Did you know, New Jersey has about 90 species of freshwater fish, 60 of which are native to the state. The native freshwater fish diversity in New Jersey is an important component of our state’s biodiversity and critical to the function of our aquatic ecosystems. Because they live underwater, many people never get to see the amazing variety of fish species in the streams, rivers and lakes around us.
Fish communities in the state look vastly different than they did 200 years ago. Most of today’s freshwater game fish are non-native (i.e., exotic) species and were brought to New Jersey to increase recreational opportunities for anglers. Non-native species may outcompete native species for habitat and food resources. In addition, several non-native species are piscivorous – they eat fish. As a result, many of our state’s native fish have had their ranges significantly reduced or have been completely extirpated (i.e., have become extinct in the state).
In the Upper Raritan Watershed Region and other areas of northern New Jersey, biologists are working to manage overlapping native and non-native fish populations to protect native species. The NJ Division of Fish & Wildlife’s Bureau of Freshwater Fisheries recently added protections for brook trout – New Jersey’s only native trout species. As part of this project, the state altered the stocking of rainbow trout to help increase the success of brook trout and created a Brook Trout Conservation Zone where all anglers who catch these fish must immediately and carefully release them unharmed. Other new fishing regulations are designed to increase the survival chances of brook trout if caught and released.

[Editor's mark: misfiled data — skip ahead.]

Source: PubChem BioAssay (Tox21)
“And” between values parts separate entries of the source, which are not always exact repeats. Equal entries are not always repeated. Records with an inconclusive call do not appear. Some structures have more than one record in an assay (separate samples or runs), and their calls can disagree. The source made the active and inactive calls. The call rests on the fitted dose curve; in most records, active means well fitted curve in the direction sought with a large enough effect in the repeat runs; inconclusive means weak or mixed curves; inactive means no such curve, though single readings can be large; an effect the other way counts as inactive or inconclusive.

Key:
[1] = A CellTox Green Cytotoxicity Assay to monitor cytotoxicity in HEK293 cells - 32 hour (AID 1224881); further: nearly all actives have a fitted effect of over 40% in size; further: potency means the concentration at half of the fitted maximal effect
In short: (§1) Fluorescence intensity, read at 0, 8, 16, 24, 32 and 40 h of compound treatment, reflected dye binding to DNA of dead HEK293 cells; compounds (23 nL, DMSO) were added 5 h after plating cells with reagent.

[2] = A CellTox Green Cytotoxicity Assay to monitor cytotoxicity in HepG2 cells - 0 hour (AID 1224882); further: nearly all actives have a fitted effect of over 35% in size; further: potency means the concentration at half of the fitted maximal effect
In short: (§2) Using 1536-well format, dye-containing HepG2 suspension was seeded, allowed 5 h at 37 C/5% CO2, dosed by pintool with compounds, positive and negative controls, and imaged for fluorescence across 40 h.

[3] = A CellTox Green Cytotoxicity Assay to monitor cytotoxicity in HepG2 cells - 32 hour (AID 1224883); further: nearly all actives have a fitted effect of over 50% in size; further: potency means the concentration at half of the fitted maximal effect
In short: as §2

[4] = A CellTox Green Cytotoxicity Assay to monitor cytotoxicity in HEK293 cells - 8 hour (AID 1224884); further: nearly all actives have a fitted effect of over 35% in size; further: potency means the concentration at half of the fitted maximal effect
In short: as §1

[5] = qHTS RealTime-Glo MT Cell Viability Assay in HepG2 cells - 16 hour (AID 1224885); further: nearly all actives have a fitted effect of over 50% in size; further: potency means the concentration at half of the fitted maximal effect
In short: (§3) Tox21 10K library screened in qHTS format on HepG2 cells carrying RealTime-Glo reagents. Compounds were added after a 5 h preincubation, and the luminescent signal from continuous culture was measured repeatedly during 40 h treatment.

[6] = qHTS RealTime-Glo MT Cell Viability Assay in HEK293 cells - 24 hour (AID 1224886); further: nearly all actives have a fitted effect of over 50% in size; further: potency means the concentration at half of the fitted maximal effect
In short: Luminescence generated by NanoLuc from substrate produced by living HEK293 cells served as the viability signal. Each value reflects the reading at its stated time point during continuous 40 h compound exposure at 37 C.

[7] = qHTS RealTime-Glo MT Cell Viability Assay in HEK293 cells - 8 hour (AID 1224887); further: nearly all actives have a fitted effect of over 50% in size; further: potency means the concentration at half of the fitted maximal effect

Brook Trout, a native species, South Branch Raritan River
Brown trout? Largemouth bass? Smallmouth bass? All are non-native species. Over the past century, these species have become naturalized in New Jersey and are reproducing in the wild. The state also stocks several game species in some waters. Naturalized species, like smallmouth bass and brown trout, are important recreational targets for anglers. Recreational fishing is a good way to get people engaged with nature and in tune with their local stream.
Fish are often used as indicators of water quality, so a stream with a diversity of fish species is likely a stream with clean, healthy water. In the Upper Raritan Region, native brook trout require cold, oxygen-rich water in order to survive and reproduce in the wild.
Our region has a few invasive fishes – such as green sunfish and oriental weatherfish – that can be potentially dangerous to other native or naturalized species. One way to avoid spreading invasive fish species is to never release live bait or transport fishes between water bodies.
The New Jersey Bureau of Freshwater Fisheries lists all potentially dangerous fish species and how to handle them here.
RHA Fishes of The Upper Raritan Fact Sheets:
Coming Soon! Brook Trout